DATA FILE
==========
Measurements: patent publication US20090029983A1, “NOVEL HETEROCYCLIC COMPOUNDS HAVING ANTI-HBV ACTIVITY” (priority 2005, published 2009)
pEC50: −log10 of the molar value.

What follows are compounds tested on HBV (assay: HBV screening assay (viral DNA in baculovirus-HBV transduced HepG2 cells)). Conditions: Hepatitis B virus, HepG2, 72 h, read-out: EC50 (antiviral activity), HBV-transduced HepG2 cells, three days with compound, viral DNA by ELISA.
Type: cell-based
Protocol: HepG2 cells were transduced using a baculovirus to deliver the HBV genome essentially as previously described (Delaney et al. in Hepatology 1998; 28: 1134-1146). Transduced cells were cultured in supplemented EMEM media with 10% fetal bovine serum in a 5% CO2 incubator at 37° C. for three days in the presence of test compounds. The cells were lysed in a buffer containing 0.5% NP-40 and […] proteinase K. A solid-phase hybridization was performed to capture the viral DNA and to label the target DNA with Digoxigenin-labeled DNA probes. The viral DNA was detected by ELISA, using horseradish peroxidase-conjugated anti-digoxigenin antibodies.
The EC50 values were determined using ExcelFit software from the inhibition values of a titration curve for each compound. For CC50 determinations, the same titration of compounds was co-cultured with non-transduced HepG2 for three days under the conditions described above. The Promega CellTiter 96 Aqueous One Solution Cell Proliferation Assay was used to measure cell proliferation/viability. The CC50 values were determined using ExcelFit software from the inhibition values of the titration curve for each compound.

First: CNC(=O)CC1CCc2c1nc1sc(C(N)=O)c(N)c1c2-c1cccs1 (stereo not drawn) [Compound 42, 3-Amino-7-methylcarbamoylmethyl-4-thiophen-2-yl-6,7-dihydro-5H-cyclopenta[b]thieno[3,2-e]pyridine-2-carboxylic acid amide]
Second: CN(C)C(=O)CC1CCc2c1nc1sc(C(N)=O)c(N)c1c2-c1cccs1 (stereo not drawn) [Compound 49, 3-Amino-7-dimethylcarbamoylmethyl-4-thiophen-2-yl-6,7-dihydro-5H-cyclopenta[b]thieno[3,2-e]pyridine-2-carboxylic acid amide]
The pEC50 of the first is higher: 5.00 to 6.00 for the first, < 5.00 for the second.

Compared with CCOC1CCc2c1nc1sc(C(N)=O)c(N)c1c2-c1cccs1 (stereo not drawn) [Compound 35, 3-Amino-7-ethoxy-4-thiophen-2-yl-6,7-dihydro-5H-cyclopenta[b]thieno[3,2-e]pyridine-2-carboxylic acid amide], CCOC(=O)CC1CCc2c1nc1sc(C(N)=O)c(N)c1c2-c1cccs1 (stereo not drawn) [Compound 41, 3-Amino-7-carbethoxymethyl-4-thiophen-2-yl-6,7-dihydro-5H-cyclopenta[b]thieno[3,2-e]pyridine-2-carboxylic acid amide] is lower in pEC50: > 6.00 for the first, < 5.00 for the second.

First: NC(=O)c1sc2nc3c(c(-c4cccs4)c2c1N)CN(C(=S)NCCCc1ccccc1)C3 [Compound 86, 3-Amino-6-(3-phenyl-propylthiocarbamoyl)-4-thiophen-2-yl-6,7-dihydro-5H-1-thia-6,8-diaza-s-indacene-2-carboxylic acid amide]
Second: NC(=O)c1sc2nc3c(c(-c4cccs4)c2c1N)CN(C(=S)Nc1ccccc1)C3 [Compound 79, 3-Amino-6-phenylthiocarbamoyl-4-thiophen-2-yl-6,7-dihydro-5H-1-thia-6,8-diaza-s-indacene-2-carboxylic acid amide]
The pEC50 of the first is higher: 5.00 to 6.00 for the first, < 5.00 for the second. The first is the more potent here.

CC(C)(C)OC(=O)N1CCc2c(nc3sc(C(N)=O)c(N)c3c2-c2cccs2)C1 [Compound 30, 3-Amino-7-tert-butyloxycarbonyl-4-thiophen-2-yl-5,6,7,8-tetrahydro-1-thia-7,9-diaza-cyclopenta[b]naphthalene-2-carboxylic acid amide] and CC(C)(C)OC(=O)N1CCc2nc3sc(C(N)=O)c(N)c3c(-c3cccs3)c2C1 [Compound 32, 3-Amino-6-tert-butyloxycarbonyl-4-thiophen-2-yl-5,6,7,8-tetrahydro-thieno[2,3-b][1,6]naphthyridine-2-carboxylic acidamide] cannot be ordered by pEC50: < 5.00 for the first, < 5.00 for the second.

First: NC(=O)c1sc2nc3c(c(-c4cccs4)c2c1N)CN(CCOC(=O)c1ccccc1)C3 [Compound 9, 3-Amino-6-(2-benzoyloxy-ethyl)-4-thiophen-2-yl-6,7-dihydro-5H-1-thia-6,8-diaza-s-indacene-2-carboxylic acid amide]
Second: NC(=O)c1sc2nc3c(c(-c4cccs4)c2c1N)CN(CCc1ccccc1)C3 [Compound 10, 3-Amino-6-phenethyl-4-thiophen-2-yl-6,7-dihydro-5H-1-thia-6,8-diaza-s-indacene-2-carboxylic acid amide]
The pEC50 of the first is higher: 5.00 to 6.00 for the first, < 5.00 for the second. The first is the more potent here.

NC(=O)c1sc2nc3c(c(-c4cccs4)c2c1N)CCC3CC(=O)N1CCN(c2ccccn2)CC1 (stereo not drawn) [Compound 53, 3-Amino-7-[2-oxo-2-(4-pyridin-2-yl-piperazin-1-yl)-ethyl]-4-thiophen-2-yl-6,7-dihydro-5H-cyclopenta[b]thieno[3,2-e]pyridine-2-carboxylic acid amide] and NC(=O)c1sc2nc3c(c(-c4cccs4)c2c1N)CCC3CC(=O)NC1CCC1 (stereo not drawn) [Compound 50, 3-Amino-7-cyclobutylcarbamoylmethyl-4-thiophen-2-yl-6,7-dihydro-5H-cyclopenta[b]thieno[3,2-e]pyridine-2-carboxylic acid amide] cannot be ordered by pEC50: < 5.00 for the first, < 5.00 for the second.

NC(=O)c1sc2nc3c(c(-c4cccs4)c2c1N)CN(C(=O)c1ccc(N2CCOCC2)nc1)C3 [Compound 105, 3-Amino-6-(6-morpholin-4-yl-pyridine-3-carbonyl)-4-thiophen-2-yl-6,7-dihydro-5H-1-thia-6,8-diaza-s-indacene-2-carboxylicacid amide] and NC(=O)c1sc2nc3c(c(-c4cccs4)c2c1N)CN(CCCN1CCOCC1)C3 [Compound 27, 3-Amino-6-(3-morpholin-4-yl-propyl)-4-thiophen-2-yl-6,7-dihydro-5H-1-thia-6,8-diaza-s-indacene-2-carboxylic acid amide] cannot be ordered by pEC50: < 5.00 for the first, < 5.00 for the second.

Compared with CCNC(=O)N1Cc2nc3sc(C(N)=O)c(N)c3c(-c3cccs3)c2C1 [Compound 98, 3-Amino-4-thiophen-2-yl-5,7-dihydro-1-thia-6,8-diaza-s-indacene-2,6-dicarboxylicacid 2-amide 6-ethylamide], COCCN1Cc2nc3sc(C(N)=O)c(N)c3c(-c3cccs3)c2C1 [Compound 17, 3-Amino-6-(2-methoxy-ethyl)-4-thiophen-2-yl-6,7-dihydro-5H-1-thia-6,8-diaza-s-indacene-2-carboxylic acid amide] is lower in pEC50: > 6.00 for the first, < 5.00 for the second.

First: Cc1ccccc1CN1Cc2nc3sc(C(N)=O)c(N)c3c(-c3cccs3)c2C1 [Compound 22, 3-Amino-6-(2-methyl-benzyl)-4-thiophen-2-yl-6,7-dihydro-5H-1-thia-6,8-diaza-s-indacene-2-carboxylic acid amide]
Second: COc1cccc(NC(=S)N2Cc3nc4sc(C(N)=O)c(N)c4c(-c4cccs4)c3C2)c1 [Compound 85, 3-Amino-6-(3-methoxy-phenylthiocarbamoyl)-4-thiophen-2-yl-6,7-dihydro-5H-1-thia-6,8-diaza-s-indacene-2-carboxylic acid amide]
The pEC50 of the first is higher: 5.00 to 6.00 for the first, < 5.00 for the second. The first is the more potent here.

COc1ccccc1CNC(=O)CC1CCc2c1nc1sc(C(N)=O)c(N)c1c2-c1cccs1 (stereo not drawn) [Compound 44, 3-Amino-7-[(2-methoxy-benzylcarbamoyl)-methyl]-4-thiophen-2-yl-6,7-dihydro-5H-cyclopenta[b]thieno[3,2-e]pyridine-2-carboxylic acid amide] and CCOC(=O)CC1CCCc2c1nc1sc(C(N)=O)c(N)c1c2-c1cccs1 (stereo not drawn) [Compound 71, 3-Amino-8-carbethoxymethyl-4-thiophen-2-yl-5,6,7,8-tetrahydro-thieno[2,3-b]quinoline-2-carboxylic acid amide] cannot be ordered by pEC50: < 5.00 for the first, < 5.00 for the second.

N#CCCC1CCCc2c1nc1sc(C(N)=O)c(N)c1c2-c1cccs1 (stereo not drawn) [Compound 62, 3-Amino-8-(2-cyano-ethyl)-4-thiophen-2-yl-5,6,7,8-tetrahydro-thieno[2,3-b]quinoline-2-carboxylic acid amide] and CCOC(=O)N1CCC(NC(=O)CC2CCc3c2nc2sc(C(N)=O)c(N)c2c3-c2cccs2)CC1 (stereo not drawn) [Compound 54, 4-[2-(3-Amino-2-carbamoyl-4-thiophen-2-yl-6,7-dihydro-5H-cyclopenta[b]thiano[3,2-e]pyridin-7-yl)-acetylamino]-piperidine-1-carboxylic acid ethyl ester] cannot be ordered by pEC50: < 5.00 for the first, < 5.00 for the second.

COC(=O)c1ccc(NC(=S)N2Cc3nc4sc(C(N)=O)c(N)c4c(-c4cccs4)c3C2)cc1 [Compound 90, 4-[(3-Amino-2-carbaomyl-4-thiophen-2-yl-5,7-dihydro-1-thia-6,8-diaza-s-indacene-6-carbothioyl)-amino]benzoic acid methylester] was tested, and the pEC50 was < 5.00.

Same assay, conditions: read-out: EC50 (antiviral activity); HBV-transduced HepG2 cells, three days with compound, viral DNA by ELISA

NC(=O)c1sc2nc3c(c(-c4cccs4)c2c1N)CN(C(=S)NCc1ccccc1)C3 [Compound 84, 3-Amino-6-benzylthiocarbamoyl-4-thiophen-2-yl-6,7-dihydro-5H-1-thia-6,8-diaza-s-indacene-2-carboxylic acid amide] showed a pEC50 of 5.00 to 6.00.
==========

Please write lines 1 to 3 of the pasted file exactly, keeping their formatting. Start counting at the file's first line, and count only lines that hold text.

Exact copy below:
Measurements: patent publication US20090029983A1, “NOVEL HETEROCYCLIC COMPOUNDS HAVING ANTI-HBV ACTIVITY” (priority 2005, published 2009)
pEC50: −log10 of the molar value.

What follows are compounds tested on HBV (assay: HBV screening assay (viral DNA in baculovirus-HBV transduced HepG2 cells)). Conditions: Hepatitis B virus, HepG2, 72 h, read-out: EC50 (antiviral activity), HBV-transduced HepG2 cells, three days with compound, viral DNA by ELISA.